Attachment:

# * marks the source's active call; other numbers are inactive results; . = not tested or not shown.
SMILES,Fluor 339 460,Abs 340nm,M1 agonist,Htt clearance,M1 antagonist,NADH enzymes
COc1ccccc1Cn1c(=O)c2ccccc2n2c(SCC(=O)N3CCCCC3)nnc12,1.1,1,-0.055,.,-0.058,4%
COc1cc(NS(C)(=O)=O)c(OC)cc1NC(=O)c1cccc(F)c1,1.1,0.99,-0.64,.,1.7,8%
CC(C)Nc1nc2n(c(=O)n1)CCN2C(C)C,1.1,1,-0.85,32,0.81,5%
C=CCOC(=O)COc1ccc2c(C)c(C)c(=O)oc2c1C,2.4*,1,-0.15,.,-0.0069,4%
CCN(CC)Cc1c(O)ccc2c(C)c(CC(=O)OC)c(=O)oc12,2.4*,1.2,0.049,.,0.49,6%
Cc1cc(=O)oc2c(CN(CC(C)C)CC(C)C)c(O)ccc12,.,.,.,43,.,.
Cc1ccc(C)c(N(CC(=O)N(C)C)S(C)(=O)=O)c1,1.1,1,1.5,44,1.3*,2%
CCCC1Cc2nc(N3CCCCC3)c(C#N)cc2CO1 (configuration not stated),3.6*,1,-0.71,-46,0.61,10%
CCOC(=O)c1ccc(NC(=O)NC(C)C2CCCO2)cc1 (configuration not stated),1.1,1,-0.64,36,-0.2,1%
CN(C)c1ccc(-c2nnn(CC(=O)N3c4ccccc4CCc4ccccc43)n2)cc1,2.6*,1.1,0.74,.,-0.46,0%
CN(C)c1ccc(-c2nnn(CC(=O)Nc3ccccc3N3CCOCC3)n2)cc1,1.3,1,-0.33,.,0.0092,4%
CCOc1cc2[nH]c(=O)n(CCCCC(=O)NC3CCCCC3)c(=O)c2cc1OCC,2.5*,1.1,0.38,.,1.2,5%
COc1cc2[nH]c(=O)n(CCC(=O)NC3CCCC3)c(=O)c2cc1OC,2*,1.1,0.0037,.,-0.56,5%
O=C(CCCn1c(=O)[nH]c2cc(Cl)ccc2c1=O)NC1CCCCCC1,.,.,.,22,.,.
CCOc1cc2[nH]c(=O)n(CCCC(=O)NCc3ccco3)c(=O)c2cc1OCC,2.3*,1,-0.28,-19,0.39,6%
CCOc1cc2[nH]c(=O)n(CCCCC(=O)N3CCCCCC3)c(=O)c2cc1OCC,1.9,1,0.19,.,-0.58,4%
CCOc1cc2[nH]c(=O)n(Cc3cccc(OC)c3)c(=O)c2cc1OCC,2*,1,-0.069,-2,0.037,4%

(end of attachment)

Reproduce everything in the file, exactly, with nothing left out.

# * marks the source's active call; other numbers are inactive results; . = not tested or not shown.
SMILES,Fluor 339 460,Abs 340nm,M1 agonist,Htt clearance,M1 antagonist,NADH enzymes
COc1ccccc1Cn1c(=O)c2ccccc2n2c(SCC(=O)N3CCCCC3)nnc12,1.1,1,-0.055,.,-0.058,4%
COc1cc(NS(C)(=O)=O)c(OC)cc1NC(=O)c1cccc(F)c1,1.1,0.99,-0.64,.,1.7,8%
CC(C)Nc1nc2n(c(=O)n1)CCN2C(C)C,1.1,1,-0.85,32,0.81,5%
C=CCOC(=O)COc1ccc2c(C)c(C)c(=O)oc2c1C,2.4*,1,-0.15,.,-0.0069,4%
CCN(CC)Cc1c(O)ccc2c(C)c(CC(=O)OC)c(=O)oc12,2.4*,1.2,0.049,.,0.49,6%
Cc1cc(=O)oc2c(CN(CC(C)C)CC(C)C)c(O)ccc12,.,.,.,43,.,.
Cc1ccc(C)c(N(CC(=O)N(C)C)S(C)(=O)=O)c1,1.1,1,1.5,44,1.3*,2%
CCCC1Cc2nc(N3CCCCC3)c(C#N)cc2CO1 (configuration not stated),3.6*,1,-0.71,-46,0.61,10%
CCOC(=O)c1ccc(NC(=O)NC(C)C2CCCO2)cc1 (configuration not stated),1.1,1,-0.64,36,-0.2,1%
CN(C)c1ccc(-c2nnn(CC(=O)N3c4ccccc4CCc4ccccc43)n2)cc1,2.6*,1.1,0.74,.,-0.46,0%
CN(C)c1ccc(-c2nnn(CC(=O)Nc3ccccc3N3CCOCC3)n2)cc1,1.3,1,-0.33,.,0.0092,4%
CCOc1cc2[nH]c(=O)n(CCCCC(=O)NC3CCCCC3)c(=O)c2cc1OCC,2.5*,1.1,0.38,.,1.2,5%
COc1cc2[nH]c(=O)n(CCC(=O)NC3CCCC3)c(=O)c2cc1OC,2*,1.1,0.0037,.,-0.56,5%
O=C(CCCn1c(=O)[nH]c2cc(Cl)ccc2c1=O)NC1CCCCCC1,.,.,.,22,.,.
CCOc1cc2[nH]c(=O)n(CCCC(=O)NCc3ccco3)c(=O)c2cc1OCC,2.3*,1,-0.28,-19,0.39,6%
CCOc1cc2[nH]c(=O)n(CCCCC(=O)N3CCCCCC3)c(=O)c2cc1OCC,1.9,1,0.19,.,-0.58,4%
CCOc1cc2[nH]c(=O)n(Cc3cccc(OC)c3)c(=O)c2cc1OCC,2*,1,-0.069,-2,0.037,4%